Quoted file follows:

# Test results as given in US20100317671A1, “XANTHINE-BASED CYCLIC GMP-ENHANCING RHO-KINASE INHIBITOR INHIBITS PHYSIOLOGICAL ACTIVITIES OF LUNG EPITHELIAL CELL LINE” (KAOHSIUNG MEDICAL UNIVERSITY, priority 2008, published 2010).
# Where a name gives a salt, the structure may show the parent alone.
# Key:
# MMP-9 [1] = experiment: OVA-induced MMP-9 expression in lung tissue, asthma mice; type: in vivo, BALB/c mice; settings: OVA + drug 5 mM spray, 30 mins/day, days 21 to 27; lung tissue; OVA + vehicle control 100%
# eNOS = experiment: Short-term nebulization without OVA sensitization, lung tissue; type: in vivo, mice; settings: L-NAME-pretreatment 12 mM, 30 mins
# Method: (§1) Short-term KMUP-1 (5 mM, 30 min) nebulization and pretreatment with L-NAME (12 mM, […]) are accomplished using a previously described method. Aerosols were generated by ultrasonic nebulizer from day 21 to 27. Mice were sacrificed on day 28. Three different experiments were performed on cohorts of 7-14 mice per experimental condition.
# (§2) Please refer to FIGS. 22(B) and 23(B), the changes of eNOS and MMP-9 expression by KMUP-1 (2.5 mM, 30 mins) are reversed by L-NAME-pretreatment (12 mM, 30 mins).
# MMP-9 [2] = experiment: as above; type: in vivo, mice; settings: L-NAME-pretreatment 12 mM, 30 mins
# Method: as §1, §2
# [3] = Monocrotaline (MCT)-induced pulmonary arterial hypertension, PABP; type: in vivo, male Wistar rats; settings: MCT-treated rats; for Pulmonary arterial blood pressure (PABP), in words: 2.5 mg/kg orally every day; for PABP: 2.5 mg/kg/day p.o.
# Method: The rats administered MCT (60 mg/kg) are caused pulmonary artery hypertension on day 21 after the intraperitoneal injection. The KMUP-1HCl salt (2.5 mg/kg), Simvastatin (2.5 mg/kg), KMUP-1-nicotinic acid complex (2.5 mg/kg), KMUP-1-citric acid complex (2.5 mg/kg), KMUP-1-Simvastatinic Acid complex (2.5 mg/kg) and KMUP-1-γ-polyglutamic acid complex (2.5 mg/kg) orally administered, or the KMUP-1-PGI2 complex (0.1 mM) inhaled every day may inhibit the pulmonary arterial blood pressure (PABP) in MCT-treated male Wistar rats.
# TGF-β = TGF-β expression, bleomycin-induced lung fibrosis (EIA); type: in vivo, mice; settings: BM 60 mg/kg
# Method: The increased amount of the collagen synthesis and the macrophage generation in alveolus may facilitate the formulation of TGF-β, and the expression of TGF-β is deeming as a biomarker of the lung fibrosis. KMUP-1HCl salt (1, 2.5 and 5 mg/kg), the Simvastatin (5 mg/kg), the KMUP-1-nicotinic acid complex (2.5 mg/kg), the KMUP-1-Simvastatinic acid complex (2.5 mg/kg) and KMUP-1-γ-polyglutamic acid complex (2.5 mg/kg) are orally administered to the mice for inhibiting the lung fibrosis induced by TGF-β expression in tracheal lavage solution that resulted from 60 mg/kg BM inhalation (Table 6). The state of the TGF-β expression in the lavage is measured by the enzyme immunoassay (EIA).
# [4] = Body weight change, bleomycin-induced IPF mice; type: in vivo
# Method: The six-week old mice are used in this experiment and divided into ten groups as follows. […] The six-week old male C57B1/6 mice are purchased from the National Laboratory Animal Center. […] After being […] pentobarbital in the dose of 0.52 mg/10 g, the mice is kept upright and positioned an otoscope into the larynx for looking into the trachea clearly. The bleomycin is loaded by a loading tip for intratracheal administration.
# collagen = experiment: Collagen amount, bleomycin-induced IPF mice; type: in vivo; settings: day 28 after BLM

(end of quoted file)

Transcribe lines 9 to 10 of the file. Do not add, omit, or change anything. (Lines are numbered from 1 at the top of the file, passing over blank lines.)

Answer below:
# Method: as §1, §2
# [3] = Monocrotaline (MCT)-induced pulmonary arterial hypertension, PABP; type: in vivo, male Wistar rats; settings: MCT-treated rats; for Pulmonary arterial blood pressure (PABP), in words: 2.5 mg/kg orally every day; for PABP: 2.5 mg/kg/day p.o.